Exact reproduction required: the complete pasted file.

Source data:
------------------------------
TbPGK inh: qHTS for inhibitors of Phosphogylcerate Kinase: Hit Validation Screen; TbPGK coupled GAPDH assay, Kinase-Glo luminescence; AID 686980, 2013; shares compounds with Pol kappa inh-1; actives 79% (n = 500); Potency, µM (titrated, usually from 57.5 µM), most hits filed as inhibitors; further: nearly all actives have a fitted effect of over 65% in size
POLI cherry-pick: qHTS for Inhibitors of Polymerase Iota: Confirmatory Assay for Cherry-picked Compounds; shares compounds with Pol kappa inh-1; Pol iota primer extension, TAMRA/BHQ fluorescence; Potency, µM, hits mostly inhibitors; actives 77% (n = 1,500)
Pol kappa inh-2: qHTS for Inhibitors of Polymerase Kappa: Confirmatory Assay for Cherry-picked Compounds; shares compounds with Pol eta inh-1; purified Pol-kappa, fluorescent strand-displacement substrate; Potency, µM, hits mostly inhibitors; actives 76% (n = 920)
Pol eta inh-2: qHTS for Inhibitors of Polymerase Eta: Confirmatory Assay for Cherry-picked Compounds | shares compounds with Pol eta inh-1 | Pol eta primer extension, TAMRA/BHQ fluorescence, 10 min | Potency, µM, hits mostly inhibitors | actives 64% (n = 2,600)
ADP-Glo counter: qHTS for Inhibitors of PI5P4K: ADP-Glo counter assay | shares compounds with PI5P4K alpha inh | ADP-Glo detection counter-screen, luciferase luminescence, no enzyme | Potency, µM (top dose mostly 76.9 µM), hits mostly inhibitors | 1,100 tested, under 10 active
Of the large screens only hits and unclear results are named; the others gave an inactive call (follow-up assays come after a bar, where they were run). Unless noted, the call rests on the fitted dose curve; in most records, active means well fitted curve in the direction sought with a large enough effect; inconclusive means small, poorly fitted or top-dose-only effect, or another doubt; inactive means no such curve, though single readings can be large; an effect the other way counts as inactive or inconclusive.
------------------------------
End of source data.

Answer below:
TbPGK inh: qHTS for inhibitors of Phosphogylcerate Kinase: Hit Validation Screen; TbPGK coupled GAPDH assay, Kinase-Glo luminescence; AID 686980, 2013; shares compounds with Pol kappa inh-1; actives 79% (n = 500); Potency, µM (titrated, usually from 57.5 µM), most hits filed as inhibitors; further: nearly all actives have a fitted effect of over 65% in size
POLI cherry-pick: qHTS for Inhibitors of Polymerase Iota: Confirmatory Assay for Cherry-picked Compounds; shares compounds with Pol kappa inh-1; Pol iota primer extension, TAMRA/BHQ fluorescence; Potency, µM, hits mostly inhibitors; actives 77% (n = 1,500)
Pol kappa inh-2: qHTS for Inhibitors of Polymerase Kappa: Confirmatory Assay for Cherry-picked Compounds; shares compounds with Pol eta inh-1; purified Pol-kappa, fluorescent strand-displacement substrate; Potency, µM, hits mostly inhibitors; actives 76% (n = 920)
Pol eta inh-2: qHTS for Inhibitors of Polymerase Eta: Confirmatory Assay for Cherry-picked Compounds | shares compounds with Pol eta inh-1 | Pol eta primer extension, TAMRA/BHQ fluorescence, 10 min | Potency, µM, hits mostly inhibitors | actives 64% (n = 2,600)
ADP-Glo counter: qHTS for Inhibitors of PI5P4K: ADP-Glo counter assay | shares compounds with PI5P4K alpha inh | ADP-Glo detection counter-screen, luciferase luminescence, no enzyme | Potency, µM (top dose mostly 76.9 µM), hits mostly inhibitors | 1,100 tested, under 10 active
Of the large screens only hits and unclear results are named; the others gave an inactive call (follow-up assays come after a bar, where they were run). Unless noted, the call rests on the fitted dose curve; in most records, active means well fitted curve in the direction sought with a large enough effect; inconclusive means small, poorly fitted or top-dose-only effect, or another doubt; inactive means no such curve, though single readings can be large; an effect the other way counts as inactive or inconclusive.